FDOT researchers use NOAA GOES system to collect wind speed alerts from bridges at a substantial savings on operational costs
The Florida Department of Transportation (FDOT) has deployed a high-wind alert system for road bridges. The system assists the transportation and public-safety communities by providing real-time wind speed status information during severe weather events from each monitored bridge structure. This information is used to assist transportation managers with bridge closure decisions.
Historically in Florida when a severe weather event occurs, such as a tropical storm, hurricane, or nor'easter, local law enforcement personnel must deploy to each bridge in advance of the weather event. The officer takes periodic wind speed measurements and reports the information to their local law enforcement agency which may eventually make the decision to close a bridge. This protocol puts law enforcement personnel in harm's way unnecessarily and deploys them inefficiently precisely during a time when they may be needed elsewhere. Further, requiring them to make wind speed measurements with hand-held anemometers is not an accurate means of collecting meteorological data. There is also minimal dissemination of the pertinent wind speed data to local and regional public safety and transportation stakeholders with this protocol.
With the new FDOT wind alert system, these shortcomings will be addressed. The data is reliably collected from the system, and it is automatically and instantly disseminated to FDOT Regional Traffic Management Centers (RTMC) and to local public safety officials. All parties will have more accurate data from which to make informed decisions about critical issues like bridge closures and evacuation routes.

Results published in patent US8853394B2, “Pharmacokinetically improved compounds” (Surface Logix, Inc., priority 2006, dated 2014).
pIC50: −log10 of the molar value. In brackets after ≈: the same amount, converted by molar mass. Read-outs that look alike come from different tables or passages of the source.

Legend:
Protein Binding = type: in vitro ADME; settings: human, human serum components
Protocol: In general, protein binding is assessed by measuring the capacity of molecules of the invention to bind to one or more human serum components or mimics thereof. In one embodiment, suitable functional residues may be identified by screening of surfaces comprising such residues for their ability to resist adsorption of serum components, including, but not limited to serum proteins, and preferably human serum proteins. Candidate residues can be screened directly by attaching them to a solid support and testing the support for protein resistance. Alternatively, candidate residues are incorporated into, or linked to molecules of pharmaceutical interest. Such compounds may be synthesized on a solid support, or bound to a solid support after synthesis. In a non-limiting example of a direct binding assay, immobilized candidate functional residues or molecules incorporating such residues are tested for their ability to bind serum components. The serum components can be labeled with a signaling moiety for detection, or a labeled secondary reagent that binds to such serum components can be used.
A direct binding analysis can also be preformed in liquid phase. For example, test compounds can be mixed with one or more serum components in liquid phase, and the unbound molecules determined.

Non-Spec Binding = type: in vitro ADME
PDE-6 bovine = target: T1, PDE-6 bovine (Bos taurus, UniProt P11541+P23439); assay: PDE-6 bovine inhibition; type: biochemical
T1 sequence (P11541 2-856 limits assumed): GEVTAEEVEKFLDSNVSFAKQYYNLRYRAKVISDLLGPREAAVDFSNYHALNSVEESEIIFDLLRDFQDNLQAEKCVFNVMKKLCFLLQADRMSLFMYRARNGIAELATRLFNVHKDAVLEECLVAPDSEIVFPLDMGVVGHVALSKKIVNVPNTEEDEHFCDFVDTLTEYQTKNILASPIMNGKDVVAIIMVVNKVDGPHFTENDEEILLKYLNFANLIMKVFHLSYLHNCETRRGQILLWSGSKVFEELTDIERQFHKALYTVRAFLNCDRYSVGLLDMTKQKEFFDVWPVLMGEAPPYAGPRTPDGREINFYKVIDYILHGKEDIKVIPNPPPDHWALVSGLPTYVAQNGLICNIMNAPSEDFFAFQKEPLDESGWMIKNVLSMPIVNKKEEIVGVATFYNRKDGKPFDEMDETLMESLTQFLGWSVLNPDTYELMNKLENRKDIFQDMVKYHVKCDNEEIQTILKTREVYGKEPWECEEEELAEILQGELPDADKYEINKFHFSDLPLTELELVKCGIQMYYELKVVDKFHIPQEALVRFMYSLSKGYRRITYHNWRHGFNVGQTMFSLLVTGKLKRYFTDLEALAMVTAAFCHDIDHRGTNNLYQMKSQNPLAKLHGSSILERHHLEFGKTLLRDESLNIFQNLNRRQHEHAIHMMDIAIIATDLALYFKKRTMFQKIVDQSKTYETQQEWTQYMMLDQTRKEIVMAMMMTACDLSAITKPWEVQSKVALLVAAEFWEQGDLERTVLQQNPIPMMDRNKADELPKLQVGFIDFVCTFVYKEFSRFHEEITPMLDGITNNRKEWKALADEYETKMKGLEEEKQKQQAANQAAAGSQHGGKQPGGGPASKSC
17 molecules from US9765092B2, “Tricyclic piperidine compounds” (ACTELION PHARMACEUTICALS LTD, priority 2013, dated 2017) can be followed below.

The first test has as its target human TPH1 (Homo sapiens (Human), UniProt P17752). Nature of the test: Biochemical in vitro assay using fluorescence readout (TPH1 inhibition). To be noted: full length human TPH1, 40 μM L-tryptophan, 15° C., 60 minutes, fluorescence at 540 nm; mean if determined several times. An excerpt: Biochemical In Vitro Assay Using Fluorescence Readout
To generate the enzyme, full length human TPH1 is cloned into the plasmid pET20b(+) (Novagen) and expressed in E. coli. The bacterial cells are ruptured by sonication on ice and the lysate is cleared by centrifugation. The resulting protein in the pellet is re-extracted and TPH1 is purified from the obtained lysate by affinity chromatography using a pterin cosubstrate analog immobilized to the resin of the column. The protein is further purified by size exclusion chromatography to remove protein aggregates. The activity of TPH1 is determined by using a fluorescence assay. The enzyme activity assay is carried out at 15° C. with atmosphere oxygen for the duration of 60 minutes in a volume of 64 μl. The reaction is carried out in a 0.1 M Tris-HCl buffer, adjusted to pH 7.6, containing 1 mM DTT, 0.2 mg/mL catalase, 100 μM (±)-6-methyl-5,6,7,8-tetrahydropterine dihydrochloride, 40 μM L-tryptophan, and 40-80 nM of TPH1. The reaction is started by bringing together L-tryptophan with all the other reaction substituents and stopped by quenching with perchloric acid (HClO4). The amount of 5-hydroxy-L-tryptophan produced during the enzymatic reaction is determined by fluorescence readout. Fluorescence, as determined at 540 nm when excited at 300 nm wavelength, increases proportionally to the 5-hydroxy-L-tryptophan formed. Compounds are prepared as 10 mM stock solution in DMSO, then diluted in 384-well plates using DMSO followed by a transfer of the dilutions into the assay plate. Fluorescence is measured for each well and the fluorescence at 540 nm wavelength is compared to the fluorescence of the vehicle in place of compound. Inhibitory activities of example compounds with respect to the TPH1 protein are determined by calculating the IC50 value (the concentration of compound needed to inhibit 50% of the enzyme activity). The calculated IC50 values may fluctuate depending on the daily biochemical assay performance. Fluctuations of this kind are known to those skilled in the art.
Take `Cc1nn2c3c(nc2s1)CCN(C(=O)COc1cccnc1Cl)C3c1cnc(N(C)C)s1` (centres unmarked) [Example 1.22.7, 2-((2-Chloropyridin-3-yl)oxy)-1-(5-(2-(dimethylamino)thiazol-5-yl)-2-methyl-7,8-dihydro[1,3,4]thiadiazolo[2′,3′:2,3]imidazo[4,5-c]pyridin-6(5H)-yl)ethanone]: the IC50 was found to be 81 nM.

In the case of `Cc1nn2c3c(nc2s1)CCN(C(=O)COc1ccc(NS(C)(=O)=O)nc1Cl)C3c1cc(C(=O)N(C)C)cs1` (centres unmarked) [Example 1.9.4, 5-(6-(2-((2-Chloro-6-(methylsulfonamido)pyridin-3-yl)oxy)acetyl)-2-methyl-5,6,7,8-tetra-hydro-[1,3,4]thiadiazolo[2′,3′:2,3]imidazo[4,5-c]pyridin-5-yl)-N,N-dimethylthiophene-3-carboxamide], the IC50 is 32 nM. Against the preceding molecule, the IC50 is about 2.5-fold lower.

The system has been deployed on over twenty bridges in northeast Florida as part of a pilot project. All critical waterway bridges and interchange flyovers in this area of the state were instrumented. This included all barrier island bridges, most river bridges and the three major highway interchanges in the Jacksonville, FL area.
- The reduced expenses associated with this project are due to the use of low cost wind-only detectors and solar-powered satellite transmitters that utilize a free telemetry service offered by the National Oceanographic and Atmospheric Administration (NOAA) called the Data Collection System (DCS). There is therefore no monthly recurring operational cost for the system (other than maintenance). The installation cost to instrument a bridge is approximately $10,000 (material and labor). FDOT is currently procuring satellite communications ground station equipment to enhance the dissemination of data to RTMCs state-wide.
System Components: Each bridge is outfitted with a Data Collection Platform (DCP) that includes an ultrasonic wind sensor installed at approximately ten feet above the bridge road deck. The wind sensor connects to a data logger that performs analytics to discern wind gusts and continuous high winds. Multiple alarm thresholds are used to detect high wind conditions, triggering the data logger to transmit an alert message via a NOAA Geostationary Operational Environmental Satellite (GOES). The satellite transmitters are solar powered. The GOES transmits alerts to FDOT, where they can be disseminated via the FDOT statewide area network or via the Internet.
The full report, finalized in June 2012, assesses many strategies for Road Weather Management. These strategies improve safety, efficiency, and mobility. These findings along with the benefits and costs provide a valuable resource to those considering the implementation of Road Weather Management systems.
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Bridge Wind Speed Alert System - $10.000 per site.